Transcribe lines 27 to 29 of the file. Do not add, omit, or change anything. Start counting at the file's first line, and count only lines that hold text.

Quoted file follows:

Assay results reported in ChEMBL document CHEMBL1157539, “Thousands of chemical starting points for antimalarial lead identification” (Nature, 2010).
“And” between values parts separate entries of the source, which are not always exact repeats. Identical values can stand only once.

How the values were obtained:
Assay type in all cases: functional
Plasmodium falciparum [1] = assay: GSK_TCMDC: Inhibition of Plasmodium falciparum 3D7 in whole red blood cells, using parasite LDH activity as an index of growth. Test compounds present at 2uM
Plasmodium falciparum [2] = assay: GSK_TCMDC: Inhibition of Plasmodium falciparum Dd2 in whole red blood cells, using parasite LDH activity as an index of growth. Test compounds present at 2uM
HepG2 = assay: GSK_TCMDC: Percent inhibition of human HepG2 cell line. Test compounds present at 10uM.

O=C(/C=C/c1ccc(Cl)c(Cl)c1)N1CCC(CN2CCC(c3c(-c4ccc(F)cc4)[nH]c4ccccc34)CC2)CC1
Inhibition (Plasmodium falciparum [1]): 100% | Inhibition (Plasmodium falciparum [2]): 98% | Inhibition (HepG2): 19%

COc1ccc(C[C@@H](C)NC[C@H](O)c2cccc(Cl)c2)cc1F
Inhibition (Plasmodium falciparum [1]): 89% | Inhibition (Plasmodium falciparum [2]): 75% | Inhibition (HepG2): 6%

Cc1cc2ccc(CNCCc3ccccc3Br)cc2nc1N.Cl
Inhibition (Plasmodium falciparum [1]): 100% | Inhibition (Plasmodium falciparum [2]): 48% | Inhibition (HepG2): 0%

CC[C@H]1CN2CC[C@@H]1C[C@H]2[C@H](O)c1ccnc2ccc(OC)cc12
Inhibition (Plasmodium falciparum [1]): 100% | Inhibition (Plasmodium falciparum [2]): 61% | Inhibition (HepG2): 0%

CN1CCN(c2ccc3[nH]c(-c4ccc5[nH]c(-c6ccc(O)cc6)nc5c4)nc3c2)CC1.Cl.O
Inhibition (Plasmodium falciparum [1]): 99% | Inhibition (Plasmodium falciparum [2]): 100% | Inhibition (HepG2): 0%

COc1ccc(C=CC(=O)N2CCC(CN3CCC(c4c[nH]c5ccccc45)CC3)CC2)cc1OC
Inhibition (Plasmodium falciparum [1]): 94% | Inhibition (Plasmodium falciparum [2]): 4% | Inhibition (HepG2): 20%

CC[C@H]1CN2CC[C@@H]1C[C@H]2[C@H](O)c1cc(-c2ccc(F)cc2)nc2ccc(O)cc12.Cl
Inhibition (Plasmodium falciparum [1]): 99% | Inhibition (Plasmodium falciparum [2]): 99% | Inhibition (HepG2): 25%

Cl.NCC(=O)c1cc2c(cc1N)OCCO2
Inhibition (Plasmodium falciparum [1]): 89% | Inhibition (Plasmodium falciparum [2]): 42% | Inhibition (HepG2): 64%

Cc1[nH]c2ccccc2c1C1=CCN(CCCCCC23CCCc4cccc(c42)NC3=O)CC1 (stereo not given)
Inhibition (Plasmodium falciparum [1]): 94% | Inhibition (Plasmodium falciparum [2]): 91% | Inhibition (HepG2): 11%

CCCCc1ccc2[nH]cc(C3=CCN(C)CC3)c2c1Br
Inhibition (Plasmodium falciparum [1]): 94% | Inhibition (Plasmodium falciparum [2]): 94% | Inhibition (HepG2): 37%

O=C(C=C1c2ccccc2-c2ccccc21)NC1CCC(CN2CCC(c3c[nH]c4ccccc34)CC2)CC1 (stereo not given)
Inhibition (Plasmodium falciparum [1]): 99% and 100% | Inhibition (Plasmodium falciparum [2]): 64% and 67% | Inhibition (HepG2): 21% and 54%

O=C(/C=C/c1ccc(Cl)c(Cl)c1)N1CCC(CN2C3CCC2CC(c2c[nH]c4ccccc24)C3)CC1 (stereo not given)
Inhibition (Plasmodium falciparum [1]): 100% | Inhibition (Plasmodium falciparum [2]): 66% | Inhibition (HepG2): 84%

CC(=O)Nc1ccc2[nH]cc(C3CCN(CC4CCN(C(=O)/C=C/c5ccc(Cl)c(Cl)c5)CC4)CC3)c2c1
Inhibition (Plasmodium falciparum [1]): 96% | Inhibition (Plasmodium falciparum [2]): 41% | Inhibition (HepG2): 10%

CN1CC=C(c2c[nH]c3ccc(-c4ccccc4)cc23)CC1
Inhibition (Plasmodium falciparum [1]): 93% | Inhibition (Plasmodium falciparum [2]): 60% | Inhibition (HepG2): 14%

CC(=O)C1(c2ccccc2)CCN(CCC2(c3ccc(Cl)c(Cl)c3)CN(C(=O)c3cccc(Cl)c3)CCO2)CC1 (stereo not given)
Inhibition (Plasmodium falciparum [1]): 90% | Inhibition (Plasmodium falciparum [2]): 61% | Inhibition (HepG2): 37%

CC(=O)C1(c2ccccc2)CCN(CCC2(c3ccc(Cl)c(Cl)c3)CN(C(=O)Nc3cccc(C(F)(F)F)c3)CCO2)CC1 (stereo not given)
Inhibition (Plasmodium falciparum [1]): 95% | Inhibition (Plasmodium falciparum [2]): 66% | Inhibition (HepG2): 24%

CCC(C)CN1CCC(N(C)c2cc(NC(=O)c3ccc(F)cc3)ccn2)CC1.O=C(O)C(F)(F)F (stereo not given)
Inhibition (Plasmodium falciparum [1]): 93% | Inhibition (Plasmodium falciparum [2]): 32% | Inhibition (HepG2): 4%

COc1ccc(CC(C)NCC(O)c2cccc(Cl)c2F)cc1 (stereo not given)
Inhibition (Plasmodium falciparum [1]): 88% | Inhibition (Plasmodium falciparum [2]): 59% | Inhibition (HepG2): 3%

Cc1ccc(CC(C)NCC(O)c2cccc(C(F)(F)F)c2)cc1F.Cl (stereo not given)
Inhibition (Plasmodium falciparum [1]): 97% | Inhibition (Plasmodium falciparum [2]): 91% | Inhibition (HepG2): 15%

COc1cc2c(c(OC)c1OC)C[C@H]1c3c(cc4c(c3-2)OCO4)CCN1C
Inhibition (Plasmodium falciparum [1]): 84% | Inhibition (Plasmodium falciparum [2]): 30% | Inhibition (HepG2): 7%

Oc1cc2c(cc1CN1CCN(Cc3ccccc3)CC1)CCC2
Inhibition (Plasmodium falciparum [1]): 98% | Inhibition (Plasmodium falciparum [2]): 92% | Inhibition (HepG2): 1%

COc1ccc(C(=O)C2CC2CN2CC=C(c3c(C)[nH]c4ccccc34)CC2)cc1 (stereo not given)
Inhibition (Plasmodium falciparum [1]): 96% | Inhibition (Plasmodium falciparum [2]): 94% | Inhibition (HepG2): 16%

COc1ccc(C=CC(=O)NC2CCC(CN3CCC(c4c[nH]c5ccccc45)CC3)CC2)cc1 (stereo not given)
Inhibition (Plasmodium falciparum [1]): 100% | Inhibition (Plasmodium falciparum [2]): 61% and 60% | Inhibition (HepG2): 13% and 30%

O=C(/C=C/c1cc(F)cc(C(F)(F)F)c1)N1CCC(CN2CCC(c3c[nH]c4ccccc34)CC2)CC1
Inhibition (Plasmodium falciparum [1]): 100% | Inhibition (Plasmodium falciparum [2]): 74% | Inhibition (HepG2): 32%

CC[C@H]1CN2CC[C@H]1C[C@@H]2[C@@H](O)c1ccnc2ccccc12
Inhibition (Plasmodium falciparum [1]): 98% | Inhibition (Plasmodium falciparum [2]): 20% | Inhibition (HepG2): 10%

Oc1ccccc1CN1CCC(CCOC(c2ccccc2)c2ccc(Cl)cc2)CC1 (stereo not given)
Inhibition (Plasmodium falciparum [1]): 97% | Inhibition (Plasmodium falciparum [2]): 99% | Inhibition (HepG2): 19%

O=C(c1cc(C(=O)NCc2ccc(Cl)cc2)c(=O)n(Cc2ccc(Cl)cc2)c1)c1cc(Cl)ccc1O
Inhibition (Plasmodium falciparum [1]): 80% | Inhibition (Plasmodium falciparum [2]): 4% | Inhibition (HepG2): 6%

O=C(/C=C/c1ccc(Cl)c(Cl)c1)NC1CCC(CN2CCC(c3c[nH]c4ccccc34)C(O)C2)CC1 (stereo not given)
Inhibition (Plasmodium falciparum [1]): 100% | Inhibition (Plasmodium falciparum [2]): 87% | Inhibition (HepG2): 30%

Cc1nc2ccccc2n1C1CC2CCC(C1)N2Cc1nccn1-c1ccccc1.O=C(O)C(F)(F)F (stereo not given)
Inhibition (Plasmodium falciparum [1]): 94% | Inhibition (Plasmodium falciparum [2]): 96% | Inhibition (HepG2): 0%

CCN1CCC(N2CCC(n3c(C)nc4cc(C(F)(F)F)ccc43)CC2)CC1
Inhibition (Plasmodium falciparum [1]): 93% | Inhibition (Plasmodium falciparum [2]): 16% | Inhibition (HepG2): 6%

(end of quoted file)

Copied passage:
Inhibition (Plasmodium falciparum [1]): 94% | Inhibition (Plasmodium falciparum [2]): 94% | Inhibition (HepG2): 37%

O=C(C=C1c2ccccc2-c2ccccc21)NC1CCC(CN2CCC(c3c[nH]c4ccccc34)CC2)CC1 (stereo not given)
Inhibition (Plasmodium falciparum [1]): 99% and 100% | Inhibition (Plasmodium falciparum [2]): 64% and 67% | Inhibition (HepG2): 21% and 54%